numas then & now
Happy new year to all who adhere to the Gregorian calendar. Celebrating in January is a relatively recent tradition; the ancient Roman calendar consisted of only ten months with the year starting March 1st, which is why the Latin roots of November & December, the last months of the year in our modern method of timekeeping, mean ninth & tenth, respectively. Numa Pompilius, the second king of Rome, added the months of January & February around 700 B.C., & under Julius Caesar’s reign the new year moved from March to January. Many folks still celebrate in March, however: in Iran, norouz (“new day”) occurs at the moment of the vernal equinox & marks the beginning of twelve days of festivities—there is much visiting among families & friends, and of course a lot of food. Although norouz is a traditional Iranian holiday, it is also observed in many other countries, including India, Afghanistan, Iraq, Albania, Azerbaijan, Turkey, & Kazakhstan.
Being a Westerner, I went to a new year’s eve party December 31st, & found myself in a charmingly appointed house formerly owned by a sea captain. The guests sat talking in an intimate, lively circle, & welcomed a newcomer. Suddenly our host announced it was time for everyone to practice the numa numa dance; while I was trying to decipher this odd order she rushed over to her laptop & called up youtube—specifically a video in which a doughy white man has recorded himself lipsynching & gesticulating to a pop song. These forms of self-expression can be highly entertaining (even if vapid; & I did admire the large fellow’s eyebrow control); however, with much of our everyday lives inundated with various electronic input, the times we gather with friends should be an opportunity to put aside the gadgetry & do some old-fashioned listening. To learn more about these real human beings who are beside us during this temporary, precious life.
Needless to say, everyone but yr. correspondent enthusiastically obeyed the injunction to imitate the numa numa moves. On these occasions I always hope to convey my enjoyment while simultaneously holding firm to my conviction to not follow the crowd. A few days later it was gratifying to discover an article by anthropologist & essayist Roger Sandall on the subject of herd mentality (view the entire piece at http://www.culturecult.com/sandall_dec06.htm).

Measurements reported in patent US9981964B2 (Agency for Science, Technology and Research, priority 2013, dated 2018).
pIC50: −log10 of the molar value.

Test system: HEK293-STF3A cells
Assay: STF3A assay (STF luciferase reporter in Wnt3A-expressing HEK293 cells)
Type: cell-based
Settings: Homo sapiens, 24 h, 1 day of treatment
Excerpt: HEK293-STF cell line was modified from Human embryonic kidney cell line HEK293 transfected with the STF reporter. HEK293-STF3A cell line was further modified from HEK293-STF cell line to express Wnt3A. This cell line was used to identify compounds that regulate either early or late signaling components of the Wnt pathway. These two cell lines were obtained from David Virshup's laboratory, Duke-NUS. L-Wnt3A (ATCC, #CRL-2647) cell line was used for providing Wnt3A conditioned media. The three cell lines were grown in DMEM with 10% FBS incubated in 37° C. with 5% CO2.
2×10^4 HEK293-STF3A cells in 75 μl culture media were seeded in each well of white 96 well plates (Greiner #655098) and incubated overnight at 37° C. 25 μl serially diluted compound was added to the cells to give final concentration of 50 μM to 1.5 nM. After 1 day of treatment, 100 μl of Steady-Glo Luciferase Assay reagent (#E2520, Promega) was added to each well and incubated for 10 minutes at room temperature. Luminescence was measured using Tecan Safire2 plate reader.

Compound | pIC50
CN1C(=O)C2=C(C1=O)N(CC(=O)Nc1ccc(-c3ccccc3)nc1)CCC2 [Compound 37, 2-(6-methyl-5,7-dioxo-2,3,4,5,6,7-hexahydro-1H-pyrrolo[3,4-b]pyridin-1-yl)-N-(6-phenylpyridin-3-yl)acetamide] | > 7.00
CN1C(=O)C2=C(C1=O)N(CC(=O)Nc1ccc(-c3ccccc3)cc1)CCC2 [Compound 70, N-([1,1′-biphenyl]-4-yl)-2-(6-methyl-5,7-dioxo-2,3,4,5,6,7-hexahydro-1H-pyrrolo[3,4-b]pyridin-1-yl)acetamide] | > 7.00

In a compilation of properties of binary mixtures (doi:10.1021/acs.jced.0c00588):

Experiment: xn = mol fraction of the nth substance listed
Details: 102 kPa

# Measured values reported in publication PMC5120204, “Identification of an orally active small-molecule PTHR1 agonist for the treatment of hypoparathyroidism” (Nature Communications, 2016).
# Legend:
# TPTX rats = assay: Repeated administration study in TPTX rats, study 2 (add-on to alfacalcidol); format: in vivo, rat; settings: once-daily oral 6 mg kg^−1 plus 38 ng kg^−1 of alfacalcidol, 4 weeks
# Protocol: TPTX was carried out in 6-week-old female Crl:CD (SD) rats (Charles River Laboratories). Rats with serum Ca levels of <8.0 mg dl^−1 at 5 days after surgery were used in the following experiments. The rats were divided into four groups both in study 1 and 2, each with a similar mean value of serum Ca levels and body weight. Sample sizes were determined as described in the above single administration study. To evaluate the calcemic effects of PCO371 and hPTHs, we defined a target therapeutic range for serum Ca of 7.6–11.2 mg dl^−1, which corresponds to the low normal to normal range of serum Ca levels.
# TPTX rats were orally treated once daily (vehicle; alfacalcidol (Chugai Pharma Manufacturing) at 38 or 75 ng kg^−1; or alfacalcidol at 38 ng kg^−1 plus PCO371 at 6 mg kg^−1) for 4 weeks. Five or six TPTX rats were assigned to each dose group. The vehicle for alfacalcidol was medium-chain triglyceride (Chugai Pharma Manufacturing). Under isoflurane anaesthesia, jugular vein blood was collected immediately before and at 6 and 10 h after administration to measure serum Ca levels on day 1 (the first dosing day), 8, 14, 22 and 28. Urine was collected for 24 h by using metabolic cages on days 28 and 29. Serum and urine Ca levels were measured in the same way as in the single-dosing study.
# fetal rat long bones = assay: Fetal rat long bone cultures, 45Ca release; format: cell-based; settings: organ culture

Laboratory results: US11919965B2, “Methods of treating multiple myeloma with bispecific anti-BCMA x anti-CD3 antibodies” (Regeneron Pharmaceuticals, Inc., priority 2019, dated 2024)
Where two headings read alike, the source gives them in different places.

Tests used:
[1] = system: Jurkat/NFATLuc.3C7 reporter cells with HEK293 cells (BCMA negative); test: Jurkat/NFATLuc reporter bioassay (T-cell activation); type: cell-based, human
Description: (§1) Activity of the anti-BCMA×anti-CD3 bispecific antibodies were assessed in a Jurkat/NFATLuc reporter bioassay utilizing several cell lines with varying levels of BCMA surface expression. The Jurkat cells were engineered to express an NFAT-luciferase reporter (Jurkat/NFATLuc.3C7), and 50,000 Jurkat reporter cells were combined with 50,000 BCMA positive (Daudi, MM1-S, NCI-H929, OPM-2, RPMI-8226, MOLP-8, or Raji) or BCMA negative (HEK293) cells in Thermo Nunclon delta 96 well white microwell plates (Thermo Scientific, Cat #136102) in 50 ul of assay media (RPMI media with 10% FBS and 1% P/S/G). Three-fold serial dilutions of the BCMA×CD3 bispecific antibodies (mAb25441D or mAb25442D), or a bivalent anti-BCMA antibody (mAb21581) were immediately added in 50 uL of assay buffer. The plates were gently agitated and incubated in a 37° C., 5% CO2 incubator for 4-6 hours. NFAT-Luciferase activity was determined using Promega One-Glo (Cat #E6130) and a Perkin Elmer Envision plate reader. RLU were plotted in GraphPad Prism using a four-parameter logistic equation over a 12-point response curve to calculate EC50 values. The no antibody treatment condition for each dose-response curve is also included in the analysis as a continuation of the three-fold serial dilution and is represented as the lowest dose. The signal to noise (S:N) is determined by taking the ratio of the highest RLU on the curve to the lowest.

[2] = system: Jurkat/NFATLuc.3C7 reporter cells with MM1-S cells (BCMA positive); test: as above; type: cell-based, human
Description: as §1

“I once attended an event at the Sydney Opera House where some 2500 people had gathered. A Danish percussion group were performing and they wanted the crowd to participate. Their leader stood and gave orders—clap, shout, stand, pat your knees—and 2500 men and women obeyed his commands. I myself declined to take part, but the elderly woman beside me, with shining eyes, followed every movement as though she had been waiting eighty years for instructions. She would have stood on her head if they asked.”
The audience behavior Sandall witnessed is far from uncommon: it happens at sporting events, where adult fans gladly pound out primitive rhythms on command or repeat simple, shouted phrases suitable for kindergartners; & it also occurs in corporate meetings, where it seems to take on more sinister overtones. So for this new year, consider stepping outside the herd sometime. But not because I told you so.